MEDA Blog - Stories from the Field

What can we learn from Project Evaluations? MEDA Shares Results of Impact Evaluation

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From 2008 to 2014, MEDA implemented the YouthInvest project in Morocco and Egypt.  During that time, we reached over 63,000 youth with financial and non-financial services, and built the capacity of our partner staff to provide skills training and financial products to youth.

But this is not the whole story.

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Looking Back At YouthInvest: Lowering Barriers and Increasing Uptake

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 Lowering Barriers and Increasing Uptake 

In the past few blogs, we have taken you through the journey that we took when developing youth-friendly financial products and services in Morocco, looking at the importance of supporting frontline MFI staff and making the business case for MFIs to offer youth financial products. But have we really accomplished anything? Are more youth accessing financial services?

Let’s begin this final blog entry on our YouthInvest Praxis Series by looking at the strategies that were deployed to facilitate access to and improve usage of our partners’ financial products and services. It was YouthInvest’s philosophy that access to financial services should never be a solitary offering, but should be paired with the appropriate training. This was one of the cornerstones of our approach, where we worked to ensure that clients were not only able to access products appropriate to their needs, but also understood the products and services they were availing.

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Praxis Series - Entry 1: Financial Capability at Work in Morocco

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Youth unemployment in countries like Morocco rank as one of the largest development obstacles. Demographic challenges, gender barriers, and education/skill mismatch are among some of the problems that youth face searching for economic opportunities. To exacerbate these challenges, Moroccan youth have limited access to financial services that can help address their unique needs. According to the World Bank, only 12.3% of youth aged 15-24 in the MENA (Middle East and North Africa) region have a formal bank account, the lowest rate in the world.[1] In this context, access to appropriate financial services has the potential to lead to many positive outcomes for youth, including a heightened capacity to manage money and build assets, as well as increased opportunities for entrepreneurship, employment and future education.YouthInvest (2008-2014) a six-year, five million dollar initiative in which MEDA partnered with leading microfinance institutions (MFIs) and Non-governmental Organizations (NGOs) with the generous support of The MasterCard Foundation; to develop innovative financial and non-financial products and services tailored to the needs of economically active youth in Morocco and Egypt.

In Morocco, young people constitute 30% of Morocco's population and one tenth of the region's total youth population[1]. This youth segment serves as a platform for opportunity and has proven through the Arab Spring that they are ripe for growth and are an important source of entrepreneurship, development and innovation. Yet in many MENA (Middle East and North Africa) countries including Morocco, these energies are not harnessed or cultivated to create active contributors to a dynamic economy. According to the New America Foundation's research on the Effectiveness of Youth Financial Education, results have emerged on the necessity of effective training programs:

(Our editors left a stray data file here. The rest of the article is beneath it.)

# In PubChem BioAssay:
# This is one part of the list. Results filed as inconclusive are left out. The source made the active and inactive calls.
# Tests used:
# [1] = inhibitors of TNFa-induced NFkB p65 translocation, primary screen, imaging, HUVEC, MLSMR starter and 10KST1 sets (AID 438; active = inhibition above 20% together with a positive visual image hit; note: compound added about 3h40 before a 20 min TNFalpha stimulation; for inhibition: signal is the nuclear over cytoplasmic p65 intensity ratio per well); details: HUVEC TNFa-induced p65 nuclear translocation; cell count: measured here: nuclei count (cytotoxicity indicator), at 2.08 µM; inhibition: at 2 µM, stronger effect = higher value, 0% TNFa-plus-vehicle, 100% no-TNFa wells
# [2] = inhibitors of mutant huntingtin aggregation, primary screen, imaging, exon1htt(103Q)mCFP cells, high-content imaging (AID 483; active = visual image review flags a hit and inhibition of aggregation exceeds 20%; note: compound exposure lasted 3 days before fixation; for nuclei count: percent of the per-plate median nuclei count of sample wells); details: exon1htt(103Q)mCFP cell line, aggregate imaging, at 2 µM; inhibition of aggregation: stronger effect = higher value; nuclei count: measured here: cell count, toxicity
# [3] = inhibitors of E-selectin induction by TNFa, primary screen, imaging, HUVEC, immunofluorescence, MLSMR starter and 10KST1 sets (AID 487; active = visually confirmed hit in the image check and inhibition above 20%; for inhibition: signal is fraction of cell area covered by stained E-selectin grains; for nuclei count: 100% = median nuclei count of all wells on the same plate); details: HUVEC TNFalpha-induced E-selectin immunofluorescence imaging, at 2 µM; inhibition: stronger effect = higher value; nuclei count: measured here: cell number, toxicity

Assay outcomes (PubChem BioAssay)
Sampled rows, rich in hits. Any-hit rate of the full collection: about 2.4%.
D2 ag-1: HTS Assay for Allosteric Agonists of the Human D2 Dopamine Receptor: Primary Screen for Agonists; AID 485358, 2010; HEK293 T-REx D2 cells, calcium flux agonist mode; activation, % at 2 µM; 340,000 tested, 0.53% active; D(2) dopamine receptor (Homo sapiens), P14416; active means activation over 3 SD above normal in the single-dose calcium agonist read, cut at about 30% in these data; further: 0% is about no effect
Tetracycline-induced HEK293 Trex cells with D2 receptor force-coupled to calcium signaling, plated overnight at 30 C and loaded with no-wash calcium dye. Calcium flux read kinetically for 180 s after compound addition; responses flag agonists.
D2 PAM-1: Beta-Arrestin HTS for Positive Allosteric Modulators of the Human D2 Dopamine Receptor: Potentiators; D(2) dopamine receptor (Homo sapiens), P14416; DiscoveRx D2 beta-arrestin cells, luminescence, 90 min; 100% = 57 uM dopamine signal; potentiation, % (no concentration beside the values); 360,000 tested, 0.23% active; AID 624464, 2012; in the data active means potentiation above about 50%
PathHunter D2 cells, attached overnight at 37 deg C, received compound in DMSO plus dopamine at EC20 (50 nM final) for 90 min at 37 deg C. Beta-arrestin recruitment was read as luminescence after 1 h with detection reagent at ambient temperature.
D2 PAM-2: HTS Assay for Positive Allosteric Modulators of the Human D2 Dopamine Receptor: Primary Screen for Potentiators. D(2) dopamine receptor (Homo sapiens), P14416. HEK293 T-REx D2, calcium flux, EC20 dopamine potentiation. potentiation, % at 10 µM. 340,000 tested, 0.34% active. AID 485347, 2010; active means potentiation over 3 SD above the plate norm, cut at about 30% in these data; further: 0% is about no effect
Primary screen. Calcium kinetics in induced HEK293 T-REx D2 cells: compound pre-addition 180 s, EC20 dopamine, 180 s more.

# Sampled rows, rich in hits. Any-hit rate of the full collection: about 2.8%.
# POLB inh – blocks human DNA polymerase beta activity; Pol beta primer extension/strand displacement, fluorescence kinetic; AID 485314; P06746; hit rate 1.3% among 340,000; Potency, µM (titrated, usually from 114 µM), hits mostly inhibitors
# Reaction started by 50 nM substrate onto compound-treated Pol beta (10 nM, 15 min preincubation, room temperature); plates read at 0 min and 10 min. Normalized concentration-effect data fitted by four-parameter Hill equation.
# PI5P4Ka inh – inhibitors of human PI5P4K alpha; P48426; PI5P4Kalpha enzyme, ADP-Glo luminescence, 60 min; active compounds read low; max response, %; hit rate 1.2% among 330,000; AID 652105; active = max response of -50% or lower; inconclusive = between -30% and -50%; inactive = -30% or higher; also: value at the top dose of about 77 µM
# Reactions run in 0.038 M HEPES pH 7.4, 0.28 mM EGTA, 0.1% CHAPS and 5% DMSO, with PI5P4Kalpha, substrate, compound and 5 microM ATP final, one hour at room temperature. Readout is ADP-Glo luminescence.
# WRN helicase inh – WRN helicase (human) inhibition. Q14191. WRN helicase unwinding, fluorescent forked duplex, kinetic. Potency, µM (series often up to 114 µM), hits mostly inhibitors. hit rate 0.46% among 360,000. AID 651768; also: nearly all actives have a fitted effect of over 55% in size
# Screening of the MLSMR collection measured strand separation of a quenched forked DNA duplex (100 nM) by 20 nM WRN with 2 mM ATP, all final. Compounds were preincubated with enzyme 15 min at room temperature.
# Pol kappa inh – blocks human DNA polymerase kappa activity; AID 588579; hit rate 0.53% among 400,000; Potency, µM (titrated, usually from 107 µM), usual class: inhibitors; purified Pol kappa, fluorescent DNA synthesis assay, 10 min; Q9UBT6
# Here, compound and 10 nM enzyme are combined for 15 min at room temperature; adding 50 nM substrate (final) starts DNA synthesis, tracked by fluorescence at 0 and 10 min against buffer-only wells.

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Saving(s) the Future!

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Savings has been lauded as one of the strongest levers of financial inclusion. Grounding itself in this scholarship, from the outset of the project, YouthInvest has made savings one of the pillars of its financial inclusion strategy in Morocco.

YouthInvest has encouraged youth to save by providing them with training on financial education as well as enabling them to access a low-minimum balance savings account made possible through a partnership with Al Barid Bank in Morocco. (The YouthInvest team managed to decrease the minimum deposit amount from 100 MAD to 5 MAD by negotiating with the banking institution).

While the savings component was incorporated into most aspects of YouthInvest's programming in Morocco, two particular initiatives made education on savings behaviour their tenants:

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Why access to financial services can open doors for young entrepreneurs

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I was invited to speak briefly at Chemonics last week on what I thought was an important component to support youth enterprise development. As one of MEDA's core areas of experience, I decided to talk about providing access to appropriate financial services for youth. Here's why I think this is one crucial component to enable youth enterprise development...

Global youth dominate the ranks of the unemployed. Demographic challenges, gender barriers, education or skill mismatch, and unsafe or poorly paid work are among the many difficulties that youth face in the search for economic opportunities. This is something we saw clearly illustrated in the Arab Spring. Compounding these challenges, entrepreneurial youth typically have limited access to financial services that meet their business development needs – this can be because their loan requests are often small and too costly for Microfinance Institutions (MFIs) to administer.

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